Electricity cables and junction boxes among safety hazards in Chennai this monsoon

Monsoon preparedness and EB

Entangled electricity board wires and cable wires occupy the roads of Ekaduthangal. Pic: Laasya Shekhar

A 51-year-old conservancy worker, S Sekar from Perumbakkam in Chennai, died of electrocution in July this year. The incident happened in Venkateshwara Nagar in Velachery when the worker came in contact with a high-tension underground cable while clearing garbage. The cable, which is supposed to be buried deep underneath the ground, was found to be much closer to the surface, leading to his unfortunate demise. And this is just one of many tragedies that the city has seen, arising from exposed electricity cables.

According to a news report, as many as 97 people have died of electrocution between January and March of 2022 across the State, many of them staff with the electricity board. With the monsoon in Chennai fast approaching, it is pertinent to ensure all safety measures are in place to prevent such incidents across the city.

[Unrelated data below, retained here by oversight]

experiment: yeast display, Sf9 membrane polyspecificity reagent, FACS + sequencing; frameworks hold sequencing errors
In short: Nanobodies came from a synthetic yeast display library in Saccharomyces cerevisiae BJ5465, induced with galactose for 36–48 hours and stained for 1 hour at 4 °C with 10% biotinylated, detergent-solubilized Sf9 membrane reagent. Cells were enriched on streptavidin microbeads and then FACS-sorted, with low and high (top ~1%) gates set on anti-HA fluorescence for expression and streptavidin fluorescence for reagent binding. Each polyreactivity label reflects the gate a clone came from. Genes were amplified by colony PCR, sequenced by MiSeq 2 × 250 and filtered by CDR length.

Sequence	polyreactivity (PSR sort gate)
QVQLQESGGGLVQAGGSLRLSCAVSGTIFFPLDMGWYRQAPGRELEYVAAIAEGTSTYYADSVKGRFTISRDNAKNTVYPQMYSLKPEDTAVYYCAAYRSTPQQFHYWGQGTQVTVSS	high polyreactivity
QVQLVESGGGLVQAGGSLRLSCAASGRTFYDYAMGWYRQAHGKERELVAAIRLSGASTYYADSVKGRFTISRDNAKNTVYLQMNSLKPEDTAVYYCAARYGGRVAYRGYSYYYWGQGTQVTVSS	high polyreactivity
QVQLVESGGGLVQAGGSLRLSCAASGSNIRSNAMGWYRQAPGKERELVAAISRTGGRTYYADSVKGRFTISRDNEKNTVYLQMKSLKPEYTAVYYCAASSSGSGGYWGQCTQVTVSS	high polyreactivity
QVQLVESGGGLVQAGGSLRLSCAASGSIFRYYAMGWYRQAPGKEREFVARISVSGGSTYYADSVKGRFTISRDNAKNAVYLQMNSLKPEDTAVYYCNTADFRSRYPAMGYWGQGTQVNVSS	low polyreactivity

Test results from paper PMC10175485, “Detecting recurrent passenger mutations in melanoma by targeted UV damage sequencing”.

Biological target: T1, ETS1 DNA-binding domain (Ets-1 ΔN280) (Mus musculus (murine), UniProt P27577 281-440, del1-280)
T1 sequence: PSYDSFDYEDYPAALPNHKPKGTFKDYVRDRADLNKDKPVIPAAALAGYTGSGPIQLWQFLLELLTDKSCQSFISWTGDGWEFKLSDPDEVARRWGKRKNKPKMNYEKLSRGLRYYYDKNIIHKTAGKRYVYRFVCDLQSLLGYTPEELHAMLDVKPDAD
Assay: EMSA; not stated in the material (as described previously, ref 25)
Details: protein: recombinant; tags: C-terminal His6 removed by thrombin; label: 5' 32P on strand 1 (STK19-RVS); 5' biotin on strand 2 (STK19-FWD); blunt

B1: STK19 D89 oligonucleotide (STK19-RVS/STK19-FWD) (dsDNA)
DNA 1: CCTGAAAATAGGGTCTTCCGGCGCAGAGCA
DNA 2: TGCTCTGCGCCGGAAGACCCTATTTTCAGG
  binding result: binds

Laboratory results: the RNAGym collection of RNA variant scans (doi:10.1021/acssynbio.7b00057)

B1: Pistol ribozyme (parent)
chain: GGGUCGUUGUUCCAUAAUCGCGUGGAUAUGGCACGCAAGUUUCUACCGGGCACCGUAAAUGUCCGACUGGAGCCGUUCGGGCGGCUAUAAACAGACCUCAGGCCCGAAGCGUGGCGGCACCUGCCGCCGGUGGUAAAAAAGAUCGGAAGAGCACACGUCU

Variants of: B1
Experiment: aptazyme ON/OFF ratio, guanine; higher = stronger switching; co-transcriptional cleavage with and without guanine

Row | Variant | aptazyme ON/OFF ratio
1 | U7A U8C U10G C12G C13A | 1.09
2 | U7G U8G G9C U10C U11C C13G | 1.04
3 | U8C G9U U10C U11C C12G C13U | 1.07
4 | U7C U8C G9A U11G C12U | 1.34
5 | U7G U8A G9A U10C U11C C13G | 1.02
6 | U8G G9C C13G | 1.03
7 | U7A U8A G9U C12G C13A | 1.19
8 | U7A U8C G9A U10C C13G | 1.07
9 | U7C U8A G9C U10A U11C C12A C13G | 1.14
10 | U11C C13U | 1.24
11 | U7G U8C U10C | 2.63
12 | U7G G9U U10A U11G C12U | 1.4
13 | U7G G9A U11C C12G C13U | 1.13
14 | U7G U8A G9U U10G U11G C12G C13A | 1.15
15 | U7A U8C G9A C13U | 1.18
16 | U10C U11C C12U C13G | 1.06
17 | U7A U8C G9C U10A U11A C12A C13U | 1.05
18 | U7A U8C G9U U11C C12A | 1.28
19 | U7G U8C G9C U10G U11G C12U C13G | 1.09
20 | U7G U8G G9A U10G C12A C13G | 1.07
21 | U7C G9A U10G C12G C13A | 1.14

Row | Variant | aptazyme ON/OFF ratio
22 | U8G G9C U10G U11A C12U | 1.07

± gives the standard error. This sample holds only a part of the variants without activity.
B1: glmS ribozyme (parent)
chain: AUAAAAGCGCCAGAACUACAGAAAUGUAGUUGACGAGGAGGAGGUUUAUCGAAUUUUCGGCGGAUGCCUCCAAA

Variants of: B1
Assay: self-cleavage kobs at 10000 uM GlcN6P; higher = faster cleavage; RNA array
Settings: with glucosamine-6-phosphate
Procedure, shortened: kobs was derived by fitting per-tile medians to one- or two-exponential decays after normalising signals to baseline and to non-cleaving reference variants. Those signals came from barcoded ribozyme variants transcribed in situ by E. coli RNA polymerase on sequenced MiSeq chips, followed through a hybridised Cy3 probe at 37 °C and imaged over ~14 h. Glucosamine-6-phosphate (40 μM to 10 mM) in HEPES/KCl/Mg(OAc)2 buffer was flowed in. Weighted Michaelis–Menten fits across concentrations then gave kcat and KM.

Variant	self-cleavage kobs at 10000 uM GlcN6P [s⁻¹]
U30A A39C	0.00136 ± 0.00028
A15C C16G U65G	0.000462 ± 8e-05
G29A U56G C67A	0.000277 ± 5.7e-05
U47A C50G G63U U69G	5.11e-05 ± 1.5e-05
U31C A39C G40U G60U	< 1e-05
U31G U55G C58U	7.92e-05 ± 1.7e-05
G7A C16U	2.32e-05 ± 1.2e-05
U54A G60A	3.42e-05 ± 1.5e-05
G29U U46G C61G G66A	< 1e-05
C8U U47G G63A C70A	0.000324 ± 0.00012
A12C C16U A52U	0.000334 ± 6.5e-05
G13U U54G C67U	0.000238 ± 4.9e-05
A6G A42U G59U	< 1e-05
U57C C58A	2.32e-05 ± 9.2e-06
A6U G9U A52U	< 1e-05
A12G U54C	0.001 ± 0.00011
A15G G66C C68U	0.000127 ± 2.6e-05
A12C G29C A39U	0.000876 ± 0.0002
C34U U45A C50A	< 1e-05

Be it underground or overhead cables, both seem to pose life threats to the residents due to poor execution of work. This is especially crucial to consider in the event of rains.

Overhead cables an issue across Chennai

While a few areas in the core city have got underground electricity cables, many other areas continue to have overhead cables. Though the government began works for laying underground power cables across the city in 2019, the execution has been sluggish.

For residents of areas like Alandur, Adambakkam and Nanganallur, underground electricity cables have been a long-pending item on their wishlist.

“The overhead cables are very old. The damaged cables are attached using jumpers. These wires would snap at any time even for small rains or wind that would lead to untoward incidents like electrocution. Since not many roads are in good condition, the water stagnates even after a short spell of rain. When power cables snap during monsoon, it becomes a lot more dangerous. In a bid to prevent electrocution, the electricity department suspends the power supply which again affects routine domestic works,” says Rama Rao, a civic activist from Alandur.